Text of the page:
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Using a Wall Dimmer on LED Lightrope

Discussion in 'Electronic Design' started by D from BC, Apr 1, 2007.

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  1. D from BC

    D from BC Guest

    I'm dimming a 9ft piece of manufactured LED lightrope with an ordinary
    household wall dimmer.

    The nice thing about using a wall dimmer is that it doesn't get hot,
    it's cheap, easy to get and no lightrope mods are needed.
    The lightrope has an internal diode and internal resistors to run off

    With the dimmer full on, I don't notice any flicker.
    However, flicker seems more noticeable (but still subtle) when the
    lightrope is dimmed.
    I suspect some combo of LED curve + dimmer waveform + eye persistence
    time to account for the flicker.

    So.... how to get rid of the flicker and still use an ordinary wall

    Could I put the dimmer in series with a bridge rectifier? That'll put
    the flicker at 120Hz..

    Maybe design a more appropriate dimmer?

    D from BC
  2. Lionel

    Lionel Guest

    That's the best way to go. My suggestion would be to run it from DC,
    pulse-width modulated via a high current MOSFET or IGFET switch at
    (for example) 1KHz. That should be reasonably cheap, & won't flicker
  3. D from BC

    D from BC Guest

    Mmm.... 170Vpk pwm on 40ft of lightrope (~300mA)...Isn't that make a
    big EMI transmitter?
    D from BC
  4. Lionel

    Lionel Guest

    It certainly can be, yes. The trick is to put a cap after the switch
    output to remove the harmonics.
  5. Guest

    Going back to the original plan of a bridge rectifier - it may not
    work because then the average power through the light-rope is doubled
    (full wave not half wave), and it may overheat. You could compensate
    for that by setting an upper limit on the dimmer, or rewiring the
    series/parallelness of the lights in the tube.

    Another alternative is to put a large capacitor in parallel with the
    lightrope, as while the lightrope will still get dimmer through the
    "off" parts of the cycle, it won't be fully off and that looks better
    to the eye.
  6. D from BC

    D from BC Guest

    Ahh..good point about the average power... I didn't think about
    that..The lightrope has probably been designed to be max brightness
    (with long life) with half wave.. (The lightrope has that internal
    diode + LED's are diodes.)
    I'll compensate with full wave..Thanks.

    Seems a bit scary to put a filter cap in parallel with the lightrope.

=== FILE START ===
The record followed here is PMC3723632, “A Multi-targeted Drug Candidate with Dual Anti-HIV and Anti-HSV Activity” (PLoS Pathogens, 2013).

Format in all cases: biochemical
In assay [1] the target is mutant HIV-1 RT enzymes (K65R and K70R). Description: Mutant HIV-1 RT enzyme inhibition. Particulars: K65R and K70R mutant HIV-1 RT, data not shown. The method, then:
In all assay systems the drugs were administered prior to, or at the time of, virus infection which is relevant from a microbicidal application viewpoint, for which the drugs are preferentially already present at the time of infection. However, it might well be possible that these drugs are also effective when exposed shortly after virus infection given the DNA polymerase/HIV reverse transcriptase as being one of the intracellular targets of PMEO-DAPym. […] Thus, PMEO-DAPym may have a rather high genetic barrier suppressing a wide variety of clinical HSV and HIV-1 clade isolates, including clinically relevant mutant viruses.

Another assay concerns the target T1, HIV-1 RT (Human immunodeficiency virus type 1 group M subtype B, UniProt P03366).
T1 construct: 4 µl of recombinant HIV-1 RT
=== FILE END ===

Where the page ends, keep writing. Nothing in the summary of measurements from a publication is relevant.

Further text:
Let's say power it's switched on right at the sine peak
    (~170V)...That's a big inrush current spike.
    Wouldn't that blow the dimmer(triac) + bridge rectifier combo?
    D from BC
  7. jasen

    jasen Guest

    put a bridge rectifier and an inductor (fluorescent lamp ballast? or three?)
    after the dimmer.

    X LOAD
    is it not currently at 120Hz ?
    probably the best way.
  8. GregS

    GregS Guest

    Or use a transformer with a lower output voltage and a DC filter.

  9. D from BC

    D from BC Guest

    IIRC a (triac based) wall dimmer doesn't rectify the line voltage.
    Maybe call it 4 quadrant phase dependent switching.

    Why the inline inductor after the dimmer? To reduce EMI?
    The triac suddenly conducts at phase>90deg (and >270) across the
    inductor and the light rope.
    Wouldn't the inductor then return with a big nasty spike which will
    stress the dimmer and the lightrope??
    D from BC
  10. D from BC

    D from BC Guest

    Nooooo! :p
    Not variable, bulky, can get hot, expensive compared to wall dimmer,
    needs to ordered and needs a box.
    However, a linear supply will have no flicker.
    D from BC
  11. GregS

    GregS Guest

  12. jasen

    jasen Guest

    an attempt to reduce flicker. the load is basically a fixed voltage drop
    No, inductors don't send spikes to triacs - triacs turn off when the current
    stops. You do get a step however if the current isn't in phase with the

    The bridge recitifier howver should stop the current through the triac at 0V,

    Hmm maybe it needs a 1 ohm series resistor just to make sure, because the
    bridge will be forwards biased by ithe inductor abd so looking like no
    resistance to the dimmer as voltage crosses 0.

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